City gets proposals for 2 downtown buildings

Published 9:43 am Wednesday, February 12, 2014

The city of Albert Lea has received three formal proposals for the redevelopment of the Freeborn National Bank and Jacobson Apartments buildings.

Two of the firms were from out of state and the third was from the Albert Lea Art Center, said City Manager Chad Adams. The Art Center’s proposal was for the first floor of the Freeborn National Bank.

The two buildings, on the southeast corner of Broadway and East William Street, have been under city ownership since 1998. City officials hoped the buildings would be a key to revitalizing Albert Lea’s downtown business district.

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“One of our top priority goals for the community is to increase tax base,” Adams said. “We see the project as an anchor for not only the downtown.”

Chad Adams

Chad Adams

He said once completed the buildings would bring increased tax revenue to the city and would bring more people downtown.

“These are two beautiful buildings that have a great deal of historic character that will be general attractions,” he said.

Adams said the two out-of-town proposals were for the complete development of both buildings.

They came from Cohen-Esrey Affordable Partners of Kansas City, Mo., and Williamson County Investments Corp. of Austin, Texas. Both proposed a mixture of residential and commercial or civic use.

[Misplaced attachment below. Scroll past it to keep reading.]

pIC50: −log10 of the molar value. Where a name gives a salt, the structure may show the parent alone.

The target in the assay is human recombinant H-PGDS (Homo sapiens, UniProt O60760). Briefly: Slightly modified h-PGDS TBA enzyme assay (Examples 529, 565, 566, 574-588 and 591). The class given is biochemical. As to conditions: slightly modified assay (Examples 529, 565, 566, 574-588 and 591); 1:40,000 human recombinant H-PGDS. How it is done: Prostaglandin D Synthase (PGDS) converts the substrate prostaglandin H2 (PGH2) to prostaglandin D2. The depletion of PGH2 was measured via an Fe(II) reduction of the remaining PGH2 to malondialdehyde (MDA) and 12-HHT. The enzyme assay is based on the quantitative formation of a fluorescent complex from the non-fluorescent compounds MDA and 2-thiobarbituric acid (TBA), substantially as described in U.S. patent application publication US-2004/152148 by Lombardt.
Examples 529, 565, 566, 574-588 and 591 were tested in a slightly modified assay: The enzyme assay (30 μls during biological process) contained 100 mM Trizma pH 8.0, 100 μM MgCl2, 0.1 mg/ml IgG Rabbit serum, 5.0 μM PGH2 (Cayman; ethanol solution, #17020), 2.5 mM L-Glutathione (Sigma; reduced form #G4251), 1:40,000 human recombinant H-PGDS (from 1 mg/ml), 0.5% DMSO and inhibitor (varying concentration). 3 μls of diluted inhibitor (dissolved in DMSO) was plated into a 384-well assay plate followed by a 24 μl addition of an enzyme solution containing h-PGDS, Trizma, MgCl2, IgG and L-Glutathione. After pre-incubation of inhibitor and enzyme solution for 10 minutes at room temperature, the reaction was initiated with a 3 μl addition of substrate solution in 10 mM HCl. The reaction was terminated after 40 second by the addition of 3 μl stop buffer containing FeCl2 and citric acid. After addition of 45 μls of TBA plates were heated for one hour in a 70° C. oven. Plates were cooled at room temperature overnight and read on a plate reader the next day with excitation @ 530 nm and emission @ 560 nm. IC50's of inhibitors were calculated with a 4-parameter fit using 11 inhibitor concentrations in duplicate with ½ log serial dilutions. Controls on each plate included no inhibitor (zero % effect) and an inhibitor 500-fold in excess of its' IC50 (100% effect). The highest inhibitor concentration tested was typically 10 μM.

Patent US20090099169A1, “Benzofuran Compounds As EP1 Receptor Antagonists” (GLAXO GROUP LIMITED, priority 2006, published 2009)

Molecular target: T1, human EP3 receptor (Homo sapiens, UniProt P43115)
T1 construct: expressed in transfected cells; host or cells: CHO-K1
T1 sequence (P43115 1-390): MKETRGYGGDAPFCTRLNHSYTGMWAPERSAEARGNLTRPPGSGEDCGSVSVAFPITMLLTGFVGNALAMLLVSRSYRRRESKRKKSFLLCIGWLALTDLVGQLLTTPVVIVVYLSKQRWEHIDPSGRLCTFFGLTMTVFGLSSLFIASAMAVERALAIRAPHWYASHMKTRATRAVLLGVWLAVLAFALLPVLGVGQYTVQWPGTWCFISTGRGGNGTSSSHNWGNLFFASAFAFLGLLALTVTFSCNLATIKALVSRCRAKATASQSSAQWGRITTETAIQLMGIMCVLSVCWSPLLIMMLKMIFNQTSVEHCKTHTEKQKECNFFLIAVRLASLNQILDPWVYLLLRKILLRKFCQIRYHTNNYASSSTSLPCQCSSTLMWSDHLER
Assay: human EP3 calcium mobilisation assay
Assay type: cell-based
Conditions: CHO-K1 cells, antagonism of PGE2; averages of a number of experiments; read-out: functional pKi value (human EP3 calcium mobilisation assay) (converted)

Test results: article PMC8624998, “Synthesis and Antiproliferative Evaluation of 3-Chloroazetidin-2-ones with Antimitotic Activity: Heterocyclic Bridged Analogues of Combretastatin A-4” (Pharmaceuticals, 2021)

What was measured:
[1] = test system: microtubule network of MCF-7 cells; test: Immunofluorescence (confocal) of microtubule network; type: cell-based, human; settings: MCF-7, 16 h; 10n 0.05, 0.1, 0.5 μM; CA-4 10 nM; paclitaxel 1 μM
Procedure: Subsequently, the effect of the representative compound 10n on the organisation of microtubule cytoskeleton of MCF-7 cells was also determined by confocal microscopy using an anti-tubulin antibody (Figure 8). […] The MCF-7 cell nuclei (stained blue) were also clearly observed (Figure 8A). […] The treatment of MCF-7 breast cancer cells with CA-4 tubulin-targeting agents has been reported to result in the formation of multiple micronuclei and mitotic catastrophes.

“Both firms are very qualified in these types of historic rehabilitation projects,” Adams said. “They know a lot about all the different tools out there to make these projects work. We’re happy that we have two very qualified developers, and we’re also happy that we got a local proposal for a user.”

Though it has not been determined what would be on the first floor, it would generally be for commercial or civic purposes, he said. On the other floors, residents have indicated in a citizen survey conducted in 2012 that they would like more diverse options for housing, including market rate rentals.

City officials hope to complete their review of the proposals and select a developer by the end of the month or beginning of March.

In 2007, the city spent about $2 million to restore the exterior of the Freeborn National Bank, including tuckpointing, a new roof, a skylight and new water, sewer and electrical service to the buildings, among other improvements.

Inside, crews have cleaned out asbestos, filled in the basement and taken out a majority of the plumbing.

A developer would need to replace electrical, plumbing and heating and air conditioning, among other improvements.

At one point, city officials estimated renovations would cost another $4 million to $6 million.

There is about 22,000 square feet of developable space in the Freeborn National Bank and about 6,000 in the Jacobson Building, not including Prairie Wind Coffee, which in the last few months signed a three-year lease. Adams said he was unsure whether the city would continue to own that space or whether it would be turned over to a new owner.